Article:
The technique of complete ureteral transection followed by reanastomosis to the renal pelvis was first described in the management of a retrocaval ureter, but it was easily adapted for reconstructing the UPJ obstruction. Many different approaches have been tried, such as lumbotomy, flank, or anterior extraperitoneal incision, but the essence of repair consists of excision of the narrowed segment, spatulation, and anastomosis to the most dependent portion of the renal pelvis.

In 1936, Foley introduced the YV-plasty for the correction of UPJ obstruction with high ureteral insertion; it is also applicable to most cases of horseshoe kidney. However, this technique could not be applied in conjunction with transposition of a lower-pole vessel, nor any reduction in pelvis size. Culp and Deweerd designed a spiral flap in the dilated pelvic tissue and used it to repair the defect of the UPJ.

However, the Anderson-Hynes dismembered pyeloplasty,[2] which consists of excision of the narrowed segment, spatulation, and anastomosis to the most dependent portion of the renal pelvis, has become the most commonly used open surgical procedure. It has a high success rate with few complications in most cases.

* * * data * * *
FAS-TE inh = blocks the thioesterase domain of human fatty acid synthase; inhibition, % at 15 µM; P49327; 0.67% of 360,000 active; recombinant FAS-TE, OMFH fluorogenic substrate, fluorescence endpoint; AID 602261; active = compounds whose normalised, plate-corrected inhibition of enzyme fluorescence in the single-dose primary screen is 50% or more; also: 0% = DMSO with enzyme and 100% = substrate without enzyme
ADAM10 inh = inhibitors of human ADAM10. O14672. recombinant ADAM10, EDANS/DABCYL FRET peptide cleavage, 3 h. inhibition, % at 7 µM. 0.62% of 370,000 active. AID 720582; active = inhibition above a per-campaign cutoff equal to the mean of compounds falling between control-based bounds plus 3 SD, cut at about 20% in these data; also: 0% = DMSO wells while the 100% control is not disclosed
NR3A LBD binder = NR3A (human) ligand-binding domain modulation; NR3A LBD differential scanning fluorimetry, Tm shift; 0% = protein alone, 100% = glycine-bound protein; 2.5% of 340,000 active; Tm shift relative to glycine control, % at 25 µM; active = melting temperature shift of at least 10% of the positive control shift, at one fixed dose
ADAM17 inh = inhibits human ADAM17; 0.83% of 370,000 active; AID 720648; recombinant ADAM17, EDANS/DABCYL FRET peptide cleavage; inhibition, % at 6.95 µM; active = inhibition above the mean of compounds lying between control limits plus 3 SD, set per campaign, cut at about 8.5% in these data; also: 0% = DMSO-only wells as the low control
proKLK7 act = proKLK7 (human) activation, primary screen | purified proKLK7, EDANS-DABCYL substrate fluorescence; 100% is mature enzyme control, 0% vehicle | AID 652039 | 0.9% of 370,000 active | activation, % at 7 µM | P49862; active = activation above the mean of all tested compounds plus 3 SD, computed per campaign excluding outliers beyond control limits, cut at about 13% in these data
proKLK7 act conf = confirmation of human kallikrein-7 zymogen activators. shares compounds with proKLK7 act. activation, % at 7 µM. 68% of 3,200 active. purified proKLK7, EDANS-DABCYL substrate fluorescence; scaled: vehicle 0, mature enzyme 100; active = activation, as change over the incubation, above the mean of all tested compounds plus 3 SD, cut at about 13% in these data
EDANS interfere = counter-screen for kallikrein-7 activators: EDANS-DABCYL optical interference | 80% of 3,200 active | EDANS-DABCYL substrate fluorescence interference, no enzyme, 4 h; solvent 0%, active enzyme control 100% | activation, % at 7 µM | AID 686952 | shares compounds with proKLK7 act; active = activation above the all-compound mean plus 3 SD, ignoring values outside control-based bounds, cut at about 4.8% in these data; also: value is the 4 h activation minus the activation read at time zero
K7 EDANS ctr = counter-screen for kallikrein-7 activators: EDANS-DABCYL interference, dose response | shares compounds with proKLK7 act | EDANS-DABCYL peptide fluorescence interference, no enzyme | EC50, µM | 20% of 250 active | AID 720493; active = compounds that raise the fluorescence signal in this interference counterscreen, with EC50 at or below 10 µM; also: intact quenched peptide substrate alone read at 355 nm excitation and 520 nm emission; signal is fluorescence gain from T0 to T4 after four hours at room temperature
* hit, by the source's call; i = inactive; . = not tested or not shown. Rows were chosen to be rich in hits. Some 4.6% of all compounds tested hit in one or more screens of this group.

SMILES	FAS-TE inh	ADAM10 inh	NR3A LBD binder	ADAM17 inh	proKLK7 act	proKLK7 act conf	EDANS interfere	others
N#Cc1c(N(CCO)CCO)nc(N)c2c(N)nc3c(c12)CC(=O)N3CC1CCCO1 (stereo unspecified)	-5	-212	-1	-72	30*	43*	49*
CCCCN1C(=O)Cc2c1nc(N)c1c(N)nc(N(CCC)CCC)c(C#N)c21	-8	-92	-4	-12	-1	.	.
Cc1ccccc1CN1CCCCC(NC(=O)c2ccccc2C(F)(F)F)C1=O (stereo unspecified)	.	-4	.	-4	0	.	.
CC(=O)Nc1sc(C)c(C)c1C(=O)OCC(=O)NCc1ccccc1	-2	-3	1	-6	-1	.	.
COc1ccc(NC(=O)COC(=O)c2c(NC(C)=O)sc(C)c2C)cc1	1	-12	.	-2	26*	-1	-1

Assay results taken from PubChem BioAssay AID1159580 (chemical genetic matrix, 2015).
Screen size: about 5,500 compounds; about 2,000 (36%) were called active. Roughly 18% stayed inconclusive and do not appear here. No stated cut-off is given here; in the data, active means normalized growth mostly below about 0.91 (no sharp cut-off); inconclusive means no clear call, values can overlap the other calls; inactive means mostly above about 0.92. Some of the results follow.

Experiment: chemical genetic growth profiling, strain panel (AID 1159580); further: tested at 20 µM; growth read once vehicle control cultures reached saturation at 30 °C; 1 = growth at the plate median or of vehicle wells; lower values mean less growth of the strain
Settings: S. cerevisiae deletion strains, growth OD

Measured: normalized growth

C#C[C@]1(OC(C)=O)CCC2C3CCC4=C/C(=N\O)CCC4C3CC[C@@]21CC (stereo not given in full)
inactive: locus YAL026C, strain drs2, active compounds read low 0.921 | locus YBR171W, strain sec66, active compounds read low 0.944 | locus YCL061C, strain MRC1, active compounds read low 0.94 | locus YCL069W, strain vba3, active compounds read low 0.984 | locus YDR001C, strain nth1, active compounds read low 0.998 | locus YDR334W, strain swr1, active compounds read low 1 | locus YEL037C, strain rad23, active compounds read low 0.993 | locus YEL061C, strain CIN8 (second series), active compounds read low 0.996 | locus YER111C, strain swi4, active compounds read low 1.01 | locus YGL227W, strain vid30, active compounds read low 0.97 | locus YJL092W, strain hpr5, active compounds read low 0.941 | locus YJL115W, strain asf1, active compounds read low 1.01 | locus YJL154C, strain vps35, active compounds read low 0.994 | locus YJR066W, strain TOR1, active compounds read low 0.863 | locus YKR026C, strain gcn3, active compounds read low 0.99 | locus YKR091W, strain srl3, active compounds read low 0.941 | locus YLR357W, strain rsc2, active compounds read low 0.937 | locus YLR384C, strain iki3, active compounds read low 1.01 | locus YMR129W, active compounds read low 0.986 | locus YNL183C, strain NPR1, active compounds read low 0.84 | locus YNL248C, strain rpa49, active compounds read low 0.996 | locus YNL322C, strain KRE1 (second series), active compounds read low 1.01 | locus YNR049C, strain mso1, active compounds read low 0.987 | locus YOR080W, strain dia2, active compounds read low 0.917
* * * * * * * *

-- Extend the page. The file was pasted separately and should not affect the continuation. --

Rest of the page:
One of the biggest advantages of dismembered pyeloplasty is complete excision of a stenotic segment of the UPJ. In fact, nondismembered pyeloplasty is technically easier, in that the ureter is not completely transected from the renal pelvis and tension-free suturing can be easily performed.

Minimally invasive techniques

Endourologic procedures

Endourologic methods applied to UPJ obstruction include the following:

  • Balloon dilatations
  • Percutaneous antegrade endopyelotomy
  • Retrograde ureteroscopic endopyelotomy

In 1983, Wickham and Kellet established access to a hydronephrotic kidney and performed the first percutaneous pyelolysis. The concept was attractive and the technology was available. Soon, a large series of endopyelotomies in adults was reported, with fairly good short- and long-term success rates (70-85%). If an initial attempt of endopyelotomy fails, subsequent open pyeloplasty is still a viable option with a high success rate.